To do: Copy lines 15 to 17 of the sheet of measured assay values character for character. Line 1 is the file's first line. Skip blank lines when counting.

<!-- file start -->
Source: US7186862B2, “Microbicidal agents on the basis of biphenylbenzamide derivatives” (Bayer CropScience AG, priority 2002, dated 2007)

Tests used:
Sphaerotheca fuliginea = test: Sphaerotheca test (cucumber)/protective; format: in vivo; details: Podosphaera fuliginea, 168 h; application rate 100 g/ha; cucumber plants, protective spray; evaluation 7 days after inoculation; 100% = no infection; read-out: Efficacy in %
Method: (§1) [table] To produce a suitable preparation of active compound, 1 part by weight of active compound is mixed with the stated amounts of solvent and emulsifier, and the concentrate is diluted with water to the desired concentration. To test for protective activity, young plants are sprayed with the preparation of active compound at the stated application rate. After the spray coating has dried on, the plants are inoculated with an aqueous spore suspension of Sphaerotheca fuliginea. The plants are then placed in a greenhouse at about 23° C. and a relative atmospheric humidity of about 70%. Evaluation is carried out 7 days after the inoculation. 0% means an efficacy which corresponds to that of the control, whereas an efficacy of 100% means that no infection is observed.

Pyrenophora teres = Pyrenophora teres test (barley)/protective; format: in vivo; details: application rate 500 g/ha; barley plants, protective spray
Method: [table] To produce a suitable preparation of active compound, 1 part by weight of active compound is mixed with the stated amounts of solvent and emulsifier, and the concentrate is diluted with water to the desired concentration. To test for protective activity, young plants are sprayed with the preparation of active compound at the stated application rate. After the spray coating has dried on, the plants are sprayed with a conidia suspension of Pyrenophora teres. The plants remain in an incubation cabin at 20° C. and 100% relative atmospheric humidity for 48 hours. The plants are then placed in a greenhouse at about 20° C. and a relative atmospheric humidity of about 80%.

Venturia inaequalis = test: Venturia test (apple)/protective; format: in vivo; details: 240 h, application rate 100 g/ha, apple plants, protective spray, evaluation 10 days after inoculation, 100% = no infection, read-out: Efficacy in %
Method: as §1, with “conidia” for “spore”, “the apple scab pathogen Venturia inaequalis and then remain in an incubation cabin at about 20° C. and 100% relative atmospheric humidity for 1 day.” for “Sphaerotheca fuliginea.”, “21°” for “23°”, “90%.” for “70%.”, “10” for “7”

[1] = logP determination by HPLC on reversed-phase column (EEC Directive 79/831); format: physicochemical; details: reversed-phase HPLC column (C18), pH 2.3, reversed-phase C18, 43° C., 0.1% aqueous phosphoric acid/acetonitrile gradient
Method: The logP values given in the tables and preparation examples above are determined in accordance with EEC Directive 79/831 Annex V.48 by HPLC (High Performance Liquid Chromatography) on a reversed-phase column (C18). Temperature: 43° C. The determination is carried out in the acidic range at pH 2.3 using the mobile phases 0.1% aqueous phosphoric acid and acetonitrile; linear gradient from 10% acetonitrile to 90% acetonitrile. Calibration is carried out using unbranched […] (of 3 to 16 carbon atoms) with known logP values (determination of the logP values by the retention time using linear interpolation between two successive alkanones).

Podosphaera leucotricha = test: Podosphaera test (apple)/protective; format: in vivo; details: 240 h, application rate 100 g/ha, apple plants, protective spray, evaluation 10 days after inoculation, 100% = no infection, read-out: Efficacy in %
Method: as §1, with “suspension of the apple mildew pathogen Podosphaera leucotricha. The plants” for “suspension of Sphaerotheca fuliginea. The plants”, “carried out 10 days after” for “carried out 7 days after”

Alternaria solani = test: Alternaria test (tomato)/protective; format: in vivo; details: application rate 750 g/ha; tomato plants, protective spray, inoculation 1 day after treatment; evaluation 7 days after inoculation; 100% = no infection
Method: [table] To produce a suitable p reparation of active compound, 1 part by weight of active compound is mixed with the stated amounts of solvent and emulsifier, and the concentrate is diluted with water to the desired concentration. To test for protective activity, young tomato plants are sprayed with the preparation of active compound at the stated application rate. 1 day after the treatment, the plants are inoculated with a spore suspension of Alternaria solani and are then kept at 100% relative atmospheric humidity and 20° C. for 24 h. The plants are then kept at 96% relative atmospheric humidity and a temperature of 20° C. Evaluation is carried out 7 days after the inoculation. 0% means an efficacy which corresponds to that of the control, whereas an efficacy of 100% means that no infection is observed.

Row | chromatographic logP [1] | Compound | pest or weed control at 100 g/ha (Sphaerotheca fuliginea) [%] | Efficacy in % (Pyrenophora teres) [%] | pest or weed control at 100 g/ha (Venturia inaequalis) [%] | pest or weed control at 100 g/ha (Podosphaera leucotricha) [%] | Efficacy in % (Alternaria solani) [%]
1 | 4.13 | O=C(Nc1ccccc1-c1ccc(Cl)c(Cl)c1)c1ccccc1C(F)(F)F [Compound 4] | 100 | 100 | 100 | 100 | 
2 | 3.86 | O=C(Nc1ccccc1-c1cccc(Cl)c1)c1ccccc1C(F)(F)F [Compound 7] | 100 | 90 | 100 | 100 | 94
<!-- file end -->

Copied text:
Row | chromatographic logP [1] | Compound | pest or weed control at 100 g/ha (Sphaerotheca fuliginea) [%] | Efficacy in % (Pyrenophora teres) [%] | pest or weed control at 100 g/ha (Venturia inaequalis) [%] | pest or weed control at 100 g/ha (Podosphaera leucotricha) [%] | Efficacy in % (Alternaria solani) [%]
1 | 4.13 | O=C(Nc1ccccc1-c1ccc(Cl)c(Cl)c1)c1ccccc1C(F)(F)F [Compound 4] | 100 | 100 | 100 | 100 | 
2 | 3.86 | O=C(Nc1ccccc1-c1cccc(Cl)c1)c1ccccc1C(F)(F)F [Compound 7] | 100 | 90 | 100 | 100 | 94